With respect to the mental state requirement, the Seventh Circuit concurs with the test set forth by the Sixth Circuit in In re Toti, 24 F.3d 806 (6th Cir.), cert. denied, 513 U.S. 987, 115 S.Ct. 482, 130 L.Ed.2d 395 (1994). Willful evasion requires a "voluntary, conscious, and intentional" attempt to avoid tax liability. Id. at 808. Hence, a willful attempt to evade or defeat taxes requires that (1) the debtor knows he has a duty to pay the tax and (2) that he voluntarily and intentionally attempted to violate that duty. Birkenstock, 87 F.3d at 952. "This willfulness requirement prevents the application of the exception to debtors who make inadvertent mistakes, reserving nondischargeability for those whose efforts to evade tax liability are knowing and deliberate." Id.
Direct proof of intent to evade taxes can be proven by circumstantial evidence and reasonable inferences drawn from certain fact patterns indicative of "badges of fraud." Berzon, 145 B.R. at 250 (citation omitted). Same include significant understatements of income made repeatedly; failure to file tax returns; repeatedly filing returns late; implausible or inconsistent behavior by the taxpayer; and failure to cooperate with federal tax authorities. Id. (citations omitted).
The Court finds that the USA has demonstrated by a preponderance of the evidence that the Crawleys willfully attempted to evade paying their taxes for each of the tax years in question. The Crawleys filed their individual income tax returns and the income tax returns for their subchapter S corporation, Multi-Ornamental, and paid their tax liabilities for the taxable years 1977 through 1984. This established a pattern of knowing compliance with their duties to file and pay. The Crawleys do not dispute that they knew
The excuse the Crawleys provide for not filing tax returns for ten years is that they relied on their accountant, Cipcich, who disputes that he told them that they should not file tax returns if they were unable to pay the tax liabilities. The Crawleys did not cite any case law is support of their position. In Thorngren v. United States (In re Thorngren), 227 B.R. 139 (Bankr. N.D.Ill.1998), Judge Schwartz rejected a similar argument. There, the court held that although the taxpayers' accountant may have told them that they probably did not owe any taxes for the years in question, they still had a duty to file tax returns. Id. at 143. The Court agrees and finds that even if the Crawleys relied on a belief that Cipcich advised them not to file tax returns, they had a known duty to file the tax returns and pay the taxes due because they had satisfied those duties for the period from tax year 1977 through 1984. In short, the Court rejects the Crawleys' defense that they properly relied on the advice of their accountant. The Court has rejected a similar defense raised by debtors in relying on the purported advice of counsel. See A.V. Reilly, Int'l, Ltd. v. Rosenzweig (In re Rosenzweig), 237 B.R. 453, 457-58 (Bankr.N.D.Ill.1999); Netherton v. Baker (In re Baker), 205 B.R. 125, 132-33 (Bankr.N.D.Ill.1997). The Court rejects this insufficient defense as a matter of law regardless of what kind of professional person allegedly provides the bad advice. This defense undermines the basic principle that the law should generally be adhered to despite any bad advice not to comply with it.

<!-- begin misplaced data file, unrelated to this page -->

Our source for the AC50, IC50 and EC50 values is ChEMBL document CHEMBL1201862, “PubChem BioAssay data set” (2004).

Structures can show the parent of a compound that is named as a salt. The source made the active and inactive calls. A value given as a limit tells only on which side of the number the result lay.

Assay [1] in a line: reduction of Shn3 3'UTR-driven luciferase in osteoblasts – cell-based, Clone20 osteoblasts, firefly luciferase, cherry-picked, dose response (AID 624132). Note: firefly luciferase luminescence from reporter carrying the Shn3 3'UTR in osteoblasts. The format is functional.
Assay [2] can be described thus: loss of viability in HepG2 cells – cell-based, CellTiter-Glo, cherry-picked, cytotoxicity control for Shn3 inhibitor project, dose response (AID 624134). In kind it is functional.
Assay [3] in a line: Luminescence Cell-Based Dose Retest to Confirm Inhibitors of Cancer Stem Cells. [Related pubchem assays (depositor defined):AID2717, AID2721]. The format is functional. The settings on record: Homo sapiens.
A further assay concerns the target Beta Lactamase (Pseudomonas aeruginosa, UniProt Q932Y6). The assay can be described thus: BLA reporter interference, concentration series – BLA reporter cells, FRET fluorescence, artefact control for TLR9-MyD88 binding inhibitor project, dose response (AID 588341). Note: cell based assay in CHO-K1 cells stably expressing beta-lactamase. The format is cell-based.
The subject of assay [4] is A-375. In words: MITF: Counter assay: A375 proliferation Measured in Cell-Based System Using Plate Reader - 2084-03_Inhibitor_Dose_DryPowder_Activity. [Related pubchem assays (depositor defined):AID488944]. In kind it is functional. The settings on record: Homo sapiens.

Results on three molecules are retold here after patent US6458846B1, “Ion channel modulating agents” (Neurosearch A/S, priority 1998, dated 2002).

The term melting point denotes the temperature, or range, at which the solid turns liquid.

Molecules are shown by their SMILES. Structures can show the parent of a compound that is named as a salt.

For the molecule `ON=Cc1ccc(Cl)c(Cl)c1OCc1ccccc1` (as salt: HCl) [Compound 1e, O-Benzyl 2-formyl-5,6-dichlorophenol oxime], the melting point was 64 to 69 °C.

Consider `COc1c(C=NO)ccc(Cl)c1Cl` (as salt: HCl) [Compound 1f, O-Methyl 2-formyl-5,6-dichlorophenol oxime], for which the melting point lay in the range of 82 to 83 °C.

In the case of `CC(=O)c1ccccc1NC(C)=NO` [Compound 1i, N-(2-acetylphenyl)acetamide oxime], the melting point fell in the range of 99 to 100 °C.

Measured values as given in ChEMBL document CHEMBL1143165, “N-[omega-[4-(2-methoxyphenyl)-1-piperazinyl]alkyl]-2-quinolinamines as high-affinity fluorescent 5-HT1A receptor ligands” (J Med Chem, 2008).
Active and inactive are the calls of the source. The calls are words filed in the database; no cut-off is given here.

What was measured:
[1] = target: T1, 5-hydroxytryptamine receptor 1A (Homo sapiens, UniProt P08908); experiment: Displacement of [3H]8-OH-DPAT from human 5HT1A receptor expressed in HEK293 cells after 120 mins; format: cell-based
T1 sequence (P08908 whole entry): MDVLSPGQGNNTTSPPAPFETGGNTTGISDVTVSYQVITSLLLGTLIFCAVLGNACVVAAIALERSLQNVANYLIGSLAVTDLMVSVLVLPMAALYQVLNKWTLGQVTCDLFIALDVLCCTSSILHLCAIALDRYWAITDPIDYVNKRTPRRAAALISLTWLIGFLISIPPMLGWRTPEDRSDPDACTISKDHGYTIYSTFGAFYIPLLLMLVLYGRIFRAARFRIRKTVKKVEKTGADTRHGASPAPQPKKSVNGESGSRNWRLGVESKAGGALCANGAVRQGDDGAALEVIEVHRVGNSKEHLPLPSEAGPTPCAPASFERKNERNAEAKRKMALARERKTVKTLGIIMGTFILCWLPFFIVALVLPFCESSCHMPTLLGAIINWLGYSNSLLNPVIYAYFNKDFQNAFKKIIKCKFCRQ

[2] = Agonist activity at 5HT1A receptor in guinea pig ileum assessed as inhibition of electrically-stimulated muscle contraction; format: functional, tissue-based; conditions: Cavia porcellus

In addition, the Crawleys argue that after Cipcich prepared the tax returns for the years in question, they did not read and review the information contained therein before signing the returns. According to Mrs. Crawley, they were given the "bum's rush" by Cipcich. The Court also rejects this argument as a basis for the Crawleys to defeat their willful failure to pay the tax liabilities. The Seventh Circuit has unequivocally stated:
Novitsky v. American Consulting Eng'rs, L.L.C., 196 F.3d 699, 702 (7th Cir.1999) (citation omitted).
As the evidence undisputedly showed, the Crawleys had filed tax returns (and paid taxes) for many years prior to the years in issue. The Court finds, based on the totality of the circumstances, that the Crawleys' failure to pay any federal income taxes, coupled with a correlative ten-year pattern of failing to file tax returns, constitutes an inexcusable attempt to "evade or defeat" their tax liabilities. Their desire not to raise a red flag by filing late because of nonpayment continued for a protracted period, which ended only because they desired to finance the acquisition of a new home, and prudent lenders asked for copies of recently filed tax returns as part of their due diligence and before lending.
The Court also notes that the Crawleys appear to have waited more than the two-year period prescribed by § 523(a)(1)(B)(ii) before filing for relief with this Court. Thus, they and their present counsel are not so unaware of the tax law benefits available under the Bankruptcy Code that an earlier filed bankruptcy petition might not obtain.
Hence, the Court concludes that the Crawleys voluntarily, intentionally and wrongfully sought to "evade or defeat" their tax liabilities and did so willfully. Consequently, the Court finds the debt
For the foregoing reasons, the Court finds the debt owed by the Crawleys to the USA for tax years 1985 through 1994 is non-dischargeable under § 523(a)(1)(C), but is dischargeable under § 523(a)(1)(B)(i) and (ii).
This Opinion constitutes the Court's findings of fact and conclusions of law in accordance with Federal Rule of Bankruptcy Procedure 7052. A separate order shall be entered pursuant to Federal Rule of Bankruptcy Procedure 9021.